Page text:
- Will your project’s main legacy be something physical you’ll leave behind, or an idea or value, or a change in people?
- Given that the cause that motivates your project will probably remain, what can you do to seed new projects and make it possible for new people to pick up the ball?
- How can you avoid a painful decline and death-spiral – that is to say, how will you make sure the project dies well?
Some ideas for strengthening your connections within a group of people or scene:
- Have good, generous intentions. Show up to serve or share where it’s needed and wanted and because being part of this network is its own reward (you like the people, you like what they do), rather than for what you might get out of it.
- Start small – person by person. It’s helpful to think of the group as a network of people rather than as a a monolithic whole.
- Relationships and trust take time – but the right group settings or events can speed this up.
- First impressions always count – but not nearly as much as what you do and say consistently over time. People who know and trust you will interpret you generously and shrug off the clumsy mistakes that we all inevitably make as just that – understandable, human clumsiness. People who love you will stick with you through your real mistakes – the ones where you should have known better.
- Build on connections – friendships, relationships – that you already have.
- Lots of loose connections are helpful – relationships where you know them a bit, they know you a bit, and you share a general positive regard for each other. Each loose connection is like a single hook-and-loop in a piece of velcro – weak on its own, but strong when combined with many others. (see also: gecko feet)
- … but the 80/20 rule will be at work here – a few people will be very interested in your contribution, and a few of those will be people you have a good rapport with… and a few of those will be key for helping you to connect with others.
- Don’t worry too much about people who aren’t that interested in you or what you have to offer: they’re either genuinely not interested, or have something else on their minds, neither of which you can do very much about. Assume that you can’t do too much to influence them (apart, perhaps, if you can help them with their thing, the thing that’s on their minds) – but they might be influenced by the right sort of champion from within the network.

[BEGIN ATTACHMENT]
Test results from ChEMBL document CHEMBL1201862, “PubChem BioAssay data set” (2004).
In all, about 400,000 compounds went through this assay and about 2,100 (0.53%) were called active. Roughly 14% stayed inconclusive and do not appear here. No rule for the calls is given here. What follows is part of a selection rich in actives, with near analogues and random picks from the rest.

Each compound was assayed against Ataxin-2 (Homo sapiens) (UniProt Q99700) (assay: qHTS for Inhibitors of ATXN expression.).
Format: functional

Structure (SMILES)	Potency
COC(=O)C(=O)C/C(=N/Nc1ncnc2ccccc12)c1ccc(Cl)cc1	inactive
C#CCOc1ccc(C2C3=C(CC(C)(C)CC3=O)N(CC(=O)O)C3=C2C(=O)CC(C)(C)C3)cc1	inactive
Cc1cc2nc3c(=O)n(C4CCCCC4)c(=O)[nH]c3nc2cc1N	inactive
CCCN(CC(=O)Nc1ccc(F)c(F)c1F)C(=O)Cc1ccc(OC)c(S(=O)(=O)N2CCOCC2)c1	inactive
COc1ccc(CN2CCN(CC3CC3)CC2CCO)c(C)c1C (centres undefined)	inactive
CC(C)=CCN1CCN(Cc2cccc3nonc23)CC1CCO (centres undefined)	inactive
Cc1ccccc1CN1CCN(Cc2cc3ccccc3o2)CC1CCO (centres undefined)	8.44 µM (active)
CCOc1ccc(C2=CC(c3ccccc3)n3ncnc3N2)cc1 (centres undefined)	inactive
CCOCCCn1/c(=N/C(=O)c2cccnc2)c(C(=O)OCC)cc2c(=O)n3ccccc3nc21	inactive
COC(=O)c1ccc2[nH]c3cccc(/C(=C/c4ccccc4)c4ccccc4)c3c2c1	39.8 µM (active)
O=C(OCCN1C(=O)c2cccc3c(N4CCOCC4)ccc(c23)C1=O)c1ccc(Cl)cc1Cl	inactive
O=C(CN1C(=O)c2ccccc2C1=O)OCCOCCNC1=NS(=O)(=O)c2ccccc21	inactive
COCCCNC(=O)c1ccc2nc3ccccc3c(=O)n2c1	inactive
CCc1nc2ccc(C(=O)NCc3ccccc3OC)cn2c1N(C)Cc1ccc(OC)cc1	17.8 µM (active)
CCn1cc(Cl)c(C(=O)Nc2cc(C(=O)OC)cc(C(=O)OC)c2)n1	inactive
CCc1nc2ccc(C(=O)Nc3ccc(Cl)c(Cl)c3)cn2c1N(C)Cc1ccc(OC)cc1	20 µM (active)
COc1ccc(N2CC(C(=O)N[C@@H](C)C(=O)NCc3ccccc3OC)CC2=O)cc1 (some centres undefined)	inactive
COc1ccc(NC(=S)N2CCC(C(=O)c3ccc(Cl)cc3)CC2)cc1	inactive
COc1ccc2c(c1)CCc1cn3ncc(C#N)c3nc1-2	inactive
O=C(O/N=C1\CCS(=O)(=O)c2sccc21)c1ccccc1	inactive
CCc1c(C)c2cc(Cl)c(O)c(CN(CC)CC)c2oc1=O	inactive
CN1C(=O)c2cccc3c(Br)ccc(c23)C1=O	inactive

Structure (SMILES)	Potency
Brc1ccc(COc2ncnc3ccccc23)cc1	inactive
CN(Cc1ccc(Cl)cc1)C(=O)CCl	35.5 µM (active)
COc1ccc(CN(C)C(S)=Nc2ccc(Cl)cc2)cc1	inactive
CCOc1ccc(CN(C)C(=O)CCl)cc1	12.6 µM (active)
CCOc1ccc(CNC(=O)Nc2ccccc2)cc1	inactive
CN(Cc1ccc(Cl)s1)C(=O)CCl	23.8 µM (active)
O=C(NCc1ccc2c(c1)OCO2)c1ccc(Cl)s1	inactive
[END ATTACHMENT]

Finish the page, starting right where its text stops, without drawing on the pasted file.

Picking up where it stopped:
The hard thing about the ‘soft’ skills of courtesy and consideration is that they’re only partly skills. They’re far more about our attitude: how much we value other people and their purposes and feelings, and the interest and care that we show them as we go about our business.
Consistently showing up for people – seeing, hearing and serving them – is far harder than going about our business focused only on our business. And there is a cost: it takes time and energy and attention to engage with and serve others when your ‘real’ job is doing something else. But it’s worth the time and energy, because this is the right way to be – whether we’re dealing with customers or the CEO or the person who cleans your office.
This means that ‘soft’ skills require us to be better at what we do, so that we have the time and energy to spare when we need them – you need something to be generous with. And if this is important to us, we need to do more than show up in the moment: we need to choose to manage our work and commitments so that an attitude of generous service is built into everything we do.
This is much harder than just doing your job.
Much harder, and much better – now and in the long run.
I love obstacle courses. A lifetime ago I was very-part-time in the army, and I remember a morning on an obstacle course early on in our training. It was great – a little group of us blizted the course and left the others far behind. And as I swung across the final obstacle and crossed the finish line our sergeant-major leant forward and spoke quietly into my ear.